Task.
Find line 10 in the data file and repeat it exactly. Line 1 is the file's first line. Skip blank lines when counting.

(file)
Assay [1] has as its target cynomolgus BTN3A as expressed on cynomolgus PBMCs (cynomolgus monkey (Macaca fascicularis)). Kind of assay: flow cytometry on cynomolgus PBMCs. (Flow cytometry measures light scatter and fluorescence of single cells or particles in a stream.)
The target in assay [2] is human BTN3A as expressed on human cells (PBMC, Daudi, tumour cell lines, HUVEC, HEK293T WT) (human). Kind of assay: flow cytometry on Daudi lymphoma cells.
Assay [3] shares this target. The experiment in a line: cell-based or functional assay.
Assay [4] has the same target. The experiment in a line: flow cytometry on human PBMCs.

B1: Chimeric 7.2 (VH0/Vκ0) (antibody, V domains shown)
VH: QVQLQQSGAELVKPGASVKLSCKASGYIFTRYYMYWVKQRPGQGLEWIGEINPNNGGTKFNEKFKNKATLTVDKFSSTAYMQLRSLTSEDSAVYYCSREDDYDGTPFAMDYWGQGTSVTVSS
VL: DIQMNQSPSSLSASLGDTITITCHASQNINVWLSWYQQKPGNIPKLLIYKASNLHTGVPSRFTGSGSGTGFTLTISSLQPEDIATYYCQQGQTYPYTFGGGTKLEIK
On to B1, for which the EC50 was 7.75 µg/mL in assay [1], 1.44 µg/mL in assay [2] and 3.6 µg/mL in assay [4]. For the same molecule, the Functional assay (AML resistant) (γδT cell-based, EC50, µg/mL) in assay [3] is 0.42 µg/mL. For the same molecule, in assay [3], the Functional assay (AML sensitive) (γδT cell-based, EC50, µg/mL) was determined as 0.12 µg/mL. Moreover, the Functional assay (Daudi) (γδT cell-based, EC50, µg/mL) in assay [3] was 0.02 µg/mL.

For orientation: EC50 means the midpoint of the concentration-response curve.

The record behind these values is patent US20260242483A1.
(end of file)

The record behind these values is patent US20260242483A1.